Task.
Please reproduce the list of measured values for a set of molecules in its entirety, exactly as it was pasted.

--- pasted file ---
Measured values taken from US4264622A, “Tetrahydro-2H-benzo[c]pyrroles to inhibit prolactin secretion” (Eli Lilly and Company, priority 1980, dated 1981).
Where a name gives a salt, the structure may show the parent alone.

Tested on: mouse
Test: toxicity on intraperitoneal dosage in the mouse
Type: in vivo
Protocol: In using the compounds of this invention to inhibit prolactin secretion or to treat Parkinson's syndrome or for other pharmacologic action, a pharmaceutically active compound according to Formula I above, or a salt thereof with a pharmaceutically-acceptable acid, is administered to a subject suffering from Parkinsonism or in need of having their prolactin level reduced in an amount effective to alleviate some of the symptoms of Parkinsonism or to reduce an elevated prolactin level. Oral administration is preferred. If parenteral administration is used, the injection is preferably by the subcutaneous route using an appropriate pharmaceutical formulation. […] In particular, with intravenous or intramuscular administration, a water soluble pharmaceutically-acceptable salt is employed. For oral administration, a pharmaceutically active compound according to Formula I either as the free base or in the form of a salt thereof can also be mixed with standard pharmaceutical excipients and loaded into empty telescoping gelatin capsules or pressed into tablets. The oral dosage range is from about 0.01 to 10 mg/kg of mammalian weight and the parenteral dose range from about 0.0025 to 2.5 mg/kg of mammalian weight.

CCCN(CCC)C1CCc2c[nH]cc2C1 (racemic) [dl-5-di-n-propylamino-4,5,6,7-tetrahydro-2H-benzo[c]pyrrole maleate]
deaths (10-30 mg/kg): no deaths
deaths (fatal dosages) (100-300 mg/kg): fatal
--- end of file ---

Measured values taken from US4264622A, “Tetrahydro-2H-benzo[c]pyrroles to inhibit prolactin secretion” (Eli Lilly and Company, priority 1980, dated 1981).
Where a name gives a salt, the structure may show the parent alone.

Tested on: mouse
Test: toxicity on intraperitoneal dosage in the mouse
Type: in vivo
Protocol: In using the compounds of this invention to inhibit prolactin secretion or to treat Parkinson's syndrome or for other pharmacologic action, a pharmaceutically active compound according to Formula I above, or a salt thereof with a pharmaceutically-acceptable acid, is administered to a subject suffering from Parkinsonism or in need of having their prolactin level reduced in an amount effective to alleviate some of the symptoms of Parkinsonism or to reduce an elevated prolactin level. Oral administration is preferred. If parenteral administration is used, the injection is preferably by the subcutaneous route using an appropriate pharmaceutical formulation. […] In particular, with intravenous or intramuscular administration, a water soluble pharmaceutically-acceptable salt is employed. For oral administration, a pharmaceutically active compound according to Formula I either as the free base or in the form of a salt thereof can also be mixed with standard pharmaceutical excipients and loaded into empty telescoping gelatin capsules or pressed into tablets. The oral dosage range is from about 0.01 to 10 mg/kg of mammalian weight and the parenteral dose range from about 0.0025 to 2.5 mg/kg of mammalian weight.

CCCN(CCC)C1CCc2c[nH]cc2C1 (racemic) [dl-5-di-n-propylamino-4,5,6,7-tetrahydro-2H-benzo[c]pyrrole maleate]
deaths (10-30 mg/kg): no deaths
deaths (fatal dosages) (100-300 mg/kg): fatal